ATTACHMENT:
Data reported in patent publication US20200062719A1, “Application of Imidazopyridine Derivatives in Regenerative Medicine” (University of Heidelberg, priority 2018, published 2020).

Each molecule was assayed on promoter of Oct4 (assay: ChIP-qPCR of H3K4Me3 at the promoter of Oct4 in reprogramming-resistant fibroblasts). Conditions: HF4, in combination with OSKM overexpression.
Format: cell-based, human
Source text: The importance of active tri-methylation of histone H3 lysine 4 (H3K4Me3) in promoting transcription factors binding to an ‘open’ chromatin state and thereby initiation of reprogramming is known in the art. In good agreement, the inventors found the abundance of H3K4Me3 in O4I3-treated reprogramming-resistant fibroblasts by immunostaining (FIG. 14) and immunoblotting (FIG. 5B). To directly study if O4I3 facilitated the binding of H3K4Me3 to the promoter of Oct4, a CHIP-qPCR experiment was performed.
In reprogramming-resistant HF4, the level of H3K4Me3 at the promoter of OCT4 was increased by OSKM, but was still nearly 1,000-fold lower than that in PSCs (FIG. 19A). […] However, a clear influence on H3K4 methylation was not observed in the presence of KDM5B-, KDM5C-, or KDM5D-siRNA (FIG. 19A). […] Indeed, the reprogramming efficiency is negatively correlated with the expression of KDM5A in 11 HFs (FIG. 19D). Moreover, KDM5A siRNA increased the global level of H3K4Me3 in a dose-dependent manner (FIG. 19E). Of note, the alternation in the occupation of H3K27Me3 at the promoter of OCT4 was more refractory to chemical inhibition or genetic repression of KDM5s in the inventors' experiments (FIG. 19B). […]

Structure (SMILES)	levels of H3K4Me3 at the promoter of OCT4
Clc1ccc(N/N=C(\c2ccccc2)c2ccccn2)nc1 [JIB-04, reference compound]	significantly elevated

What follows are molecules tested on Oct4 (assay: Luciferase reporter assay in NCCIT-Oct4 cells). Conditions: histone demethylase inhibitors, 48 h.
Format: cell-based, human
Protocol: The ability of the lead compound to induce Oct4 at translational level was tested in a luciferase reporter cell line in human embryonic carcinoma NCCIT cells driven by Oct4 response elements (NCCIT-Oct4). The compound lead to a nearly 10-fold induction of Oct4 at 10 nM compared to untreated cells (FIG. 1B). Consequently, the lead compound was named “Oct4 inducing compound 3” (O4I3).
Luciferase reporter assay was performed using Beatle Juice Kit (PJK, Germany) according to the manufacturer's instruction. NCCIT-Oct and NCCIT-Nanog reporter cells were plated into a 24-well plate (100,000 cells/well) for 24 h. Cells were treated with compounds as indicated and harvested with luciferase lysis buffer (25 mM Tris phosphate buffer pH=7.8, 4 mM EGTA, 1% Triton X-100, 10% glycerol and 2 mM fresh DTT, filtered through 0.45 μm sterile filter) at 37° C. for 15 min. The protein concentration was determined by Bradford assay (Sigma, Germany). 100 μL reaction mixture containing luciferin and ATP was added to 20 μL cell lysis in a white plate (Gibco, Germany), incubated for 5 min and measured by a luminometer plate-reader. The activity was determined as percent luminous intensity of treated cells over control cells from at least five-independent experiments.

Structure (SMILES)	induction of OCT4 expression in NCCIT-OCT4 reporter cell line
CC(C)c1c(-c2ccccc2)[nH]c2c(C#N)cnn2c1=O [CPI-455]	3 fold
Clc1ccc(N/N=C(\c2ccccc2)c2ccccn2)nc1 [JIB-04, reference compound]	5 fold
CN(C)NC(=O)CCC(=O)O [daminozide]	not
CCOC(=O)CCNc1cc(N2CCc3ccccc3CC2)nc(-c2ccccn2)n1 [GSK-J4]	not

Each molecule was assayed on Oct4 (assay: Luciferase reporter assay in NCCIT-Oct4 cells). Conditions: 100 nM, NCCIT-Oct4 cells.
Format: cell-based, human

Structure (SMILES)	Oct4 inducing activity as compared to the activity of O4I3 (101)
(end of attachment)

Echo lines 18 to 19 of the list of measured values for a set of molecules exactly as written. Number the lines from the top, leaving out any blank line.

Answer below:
Format: cell-based, human

Structure (SMILES)	Oct4 inducing activity as compared to the activity of O4I3 (101)